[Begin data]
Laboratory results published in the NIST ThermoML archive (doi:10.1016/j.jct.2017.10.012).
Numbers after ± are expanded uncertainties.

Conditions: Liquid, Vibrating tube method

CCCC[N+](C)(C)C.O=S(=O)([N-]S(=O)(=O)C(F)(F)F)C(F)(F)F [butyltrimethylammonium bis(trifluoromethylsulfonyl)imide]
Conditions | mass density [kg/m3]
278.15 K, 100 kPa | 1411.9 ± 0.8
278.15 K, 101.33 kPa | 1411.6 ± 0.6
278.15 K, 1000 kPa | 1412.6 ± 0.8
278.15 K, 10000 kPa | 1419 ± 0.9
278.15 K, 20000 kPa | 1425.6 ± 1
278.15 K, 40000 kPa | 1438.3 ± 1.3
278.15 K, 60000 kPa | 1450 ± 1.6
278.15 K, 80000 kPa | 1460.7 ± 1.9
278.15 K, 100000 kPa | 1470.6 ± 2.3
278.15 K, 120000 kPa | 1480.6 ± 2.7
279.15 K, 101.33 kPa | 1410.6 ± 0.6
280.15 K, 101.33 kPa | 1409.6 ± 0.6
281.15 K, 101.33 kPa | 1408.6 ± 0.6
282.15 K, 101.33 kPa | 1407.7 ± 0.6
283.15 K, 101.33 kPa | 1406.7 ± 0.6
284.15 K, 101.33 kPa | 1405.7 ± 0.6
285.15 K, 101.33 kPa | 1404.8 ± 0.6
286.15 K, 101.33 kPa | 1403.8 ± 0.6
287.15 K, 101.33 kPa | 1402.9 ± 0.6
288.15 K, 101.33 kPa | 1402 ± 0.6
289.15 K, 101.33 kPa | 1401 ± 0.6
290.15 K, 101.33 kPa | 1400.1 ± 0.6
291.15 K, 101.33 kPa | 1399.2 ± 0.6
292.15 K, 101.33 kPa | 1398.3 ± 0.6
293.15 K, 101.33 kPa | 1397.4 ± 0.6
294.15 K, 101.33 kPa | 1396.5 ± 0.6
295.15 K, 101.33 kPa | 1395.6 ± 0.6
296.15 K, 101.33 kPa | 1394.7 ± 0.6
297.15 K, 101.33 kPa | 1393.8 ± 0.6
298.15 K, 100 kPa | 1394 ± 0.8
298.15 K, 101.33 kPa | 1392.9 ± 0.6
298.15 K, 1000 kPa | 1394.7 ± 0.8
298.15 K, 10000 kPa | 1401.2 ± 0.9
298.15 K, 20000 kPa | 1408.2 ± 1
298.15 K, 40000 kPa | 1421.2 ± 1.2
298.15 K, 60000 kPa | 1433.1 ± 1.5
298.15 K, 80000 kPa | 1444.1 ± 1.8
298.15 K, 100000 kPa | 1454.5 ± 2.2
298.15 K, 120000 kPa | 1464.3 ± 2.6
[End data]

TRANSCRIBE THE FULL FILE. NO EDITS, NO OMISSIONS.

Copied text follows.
Laboratory results published in the NIST ThermoML archive (doi:10.1016/j.jct.2017.10.012).
Numbers after ± are expanded uncertainties.

Conditions: Liquid, Vibrating tube method

CCCC[N+](C)(C)C.O=S(=O)([N-]S(=O)(=O)C(F)(F)F)C(F)(F)F [butyltrimethylammonium bis(trifluoromethylsulfonyl)imide]
Conditions | mass density [kg/m3]
278.15 K, 100 kPa | 1411.9 ± 0.8
278.15 K, 101.33 kPa | 1411.6 ± 0.6
278.15 K, 1000 kPa | 1412.6 ± 0.8
278.15 K, 10000 kPa | 1419 ± 0.9
278.15 K, 20000 kPa | 1425.6 ± 1
278.15 K, 40000 kPa | 1438.3 ± 1.3
278.15 K, 60000 kPa | 1450 ± 1.6
278.15 K, 80000 kPa | 1460.7 ± 1.9
278.15 K, 100000 kPa | 1470.6 ± 2.3
278.15 K, 120000 kPa | 1480.6 ± 2.7
279.15 K, 101.33 kPa | 1410.6 ± 0.6
280.15 K, 101.33 kPa | 1409.6 ± 0.6
281.15 K, 101.33 kPa | 1408.6 ± 0.6
282.15 K, 101.33 kPa | 1407.7 ± 0.6
283.15 K, 101.33 kPa | 1406.7 ± 0.6
284.15 K, 101.33 kPa | 1405.7 ± 0.6
285.15 K, 101.33 kPa | 1404.8 ± 0.6
286.15 K, 101.33 kPa | 1403.8 ± 0.6
287.15 K, 101.33 kPa | 1402.9 ± 0.6
288.15 K, 101.33 kPa | 1402 ± 0.6
289.15 K, 101.33 kPa | 1401 ± 0.6
290.15 K, 101.33 kPa | 1400.1 ± 0.6
291.15 K, 101.33 kPa | 1399.2 ± 0.6
292.15 K, 101.33 kPa | 1398.3 ± 0.6
293.15 K, 101.33 kPa | 1397.4 ± 0.6
294.15 K, 101.33 kPa | 1396.5 ± 0.6
295.15 K, 101.33 kPa | 1395.6 ± 0.6
296.15 K, 101.33 kPa | 1394.7 ± 0.6
297.15 K, 101.33 kPa | 1393.8 ± 0.6
298.15 K, 100 kPa | 1394 ± 0.8
298.15 K, 101.33 kPa | 1392.9 ± 0.6
298.15 K, 1000 kPa | 1394.7 ± 0.8
298.15 K, 10000 kPa | 1401.2 ± 0.9
298.15 K, 20000 kPa | 1408.2 ± 1
298.15 K, 40000 kPa | 1421.2 ± 1.2
298.15 K, 60000 kPa | 1433.1 ± 1.5
298.15 K, 80000 kPa | 1444.1 ± 1.8
298.15 K, 100000 kPa | 1454.5 ± 2.2
298.15 K, 120000 kPa | 1464.3 ± 2.6